Context: I have an old (1994) diesel van. It has a transmission computer, and not an engine computer. It's not OBD2 compatible, so it's mostly just simple sensors and whatnot.

From my recollection, I think this happens in all gears.. (auto trans)

When I'm driving and actively accelerating, everything is normal, but when the acceleration and engine speed dips below wheel speed the rpm doesn't stay with the wheel speed.

A couple examples: At 60mph, if I let off gas, rpm will drop to idle, and I don't have any engine braking

At 30 mph (idk let's say 3k rpm) I can lower rpm to 1.5k with no consequence and speed will remain the same, no engine braking.

I also have an overdrive problem, I should be at 2500-2800 rpm at 60mph, but I think I'm not getting my last gear (or lockup). I'm mentioning this because it's probably related.

So far in my troubleshooting, it's pointing to either a solenoid problem (there's 3 of them inside the oil pan), or a transmission issue. I've checked all the easy sensors, and they seem to be operating normally.

Does this make more sense as a bad solenoid or bad torque converter, etc? Trying to wrap my head around this with my limited knowledge.


  • What is the make/model of the vehicle in question? Do you know what the model of the transmission is you have? Dec 14, 2023 at 12:46
  • Did you buy it recently, or is it recent behaviour of a vehicle you are familiar with? Dec 14, 2023 at 19:09
  • @MattStrom you should be able to test how many gears there are by a smooth acceleration from rest to cruising on a level road, and keeping an eye on the tachometer. Dec 14, 2023 at 19:18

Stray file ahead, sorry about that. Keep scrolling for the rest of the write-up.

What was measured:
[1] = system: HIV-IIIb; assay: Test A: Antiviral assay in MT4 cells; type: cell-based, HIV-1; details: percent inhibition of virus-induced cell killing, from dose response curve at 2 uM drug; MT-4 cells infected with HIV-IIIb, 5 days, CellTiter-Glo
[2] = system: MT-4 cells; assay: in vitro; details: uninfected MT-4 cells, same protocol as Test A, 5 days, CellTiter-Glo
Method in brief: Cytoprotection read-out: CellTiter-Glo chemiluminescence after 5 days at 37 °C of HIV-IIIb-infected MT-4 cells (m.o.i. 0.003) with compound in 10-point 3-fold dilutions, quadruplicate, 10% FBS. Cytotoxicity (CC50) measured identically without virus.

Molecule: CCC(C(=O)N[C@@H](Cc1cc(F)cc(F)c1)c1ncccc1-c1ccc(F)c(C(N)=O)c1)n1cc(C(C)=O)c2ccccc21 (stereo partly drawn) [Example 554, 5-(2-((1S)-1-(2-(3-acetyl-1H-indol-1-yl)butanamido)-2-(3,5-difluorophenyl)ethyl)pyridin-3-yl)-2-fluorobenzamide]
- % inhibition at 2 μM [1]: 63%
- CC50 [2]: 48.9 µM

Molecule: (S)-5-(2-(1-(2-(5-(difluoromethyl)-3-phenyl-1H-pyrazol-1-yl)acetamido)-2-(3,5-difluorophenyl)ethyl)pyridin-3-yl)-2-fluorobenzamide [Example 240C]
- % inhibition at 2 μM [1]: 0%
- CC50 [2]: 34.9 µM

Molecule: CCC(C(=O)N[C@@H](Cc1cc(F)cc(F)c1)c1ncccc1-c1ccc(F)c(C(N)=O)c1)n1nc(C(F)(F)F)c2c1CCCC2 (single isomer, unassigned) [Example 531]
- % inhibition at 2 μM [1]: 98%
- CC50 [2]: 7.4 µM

• I didn't want to post the make/model since I thought it would be better to keep it vehicle agnostic. There are forums for my vehicle I'm on to get more specific answers. I bought it about a year ago, and to my knowledge this has been an existing issue.
    – Matt Strom
    Dec 22, 2023 at 18:17

1 Answer 1


From my experience with automatics it's completely normal for them to go out of gear when you take your foot off the accelerator, coasting instead of staying in gear saves fuel. Engine braking in an automatic transmission is only something I'd expect to see with sports models as it gives a more manual feel to the driving experience. So that sounds like it's by design. If you put your van into L it should stay in gear and give you engine braking, if it doesn't then you have a problem. So far it's expected behavior.

Keep in mind that diesels cruise at lower RPM than gasoline engines, they have higher torque so don't need to spin as fast to give you the same power. You may see 1700rpm on the gauge and still be in gear.

Regarding your overdrive, solenoids are a common issue, so you may as well replace them if you've dropped the pan and have access. Before going deeper I'd do some thorough research on your particular transmission to make sure you know what's expected, that way you'll know if you have an actual problem.

  • Modern autos (1994 included) usually have torque converter lockup in top gear which will provide engine braking.
    – HandyHowie
    Dec 14, 2023 at 14:14
  • The OP's problem too is that the gear doesn't seem to be shifting up when cruising. Dec 14, 2023 at 19:07

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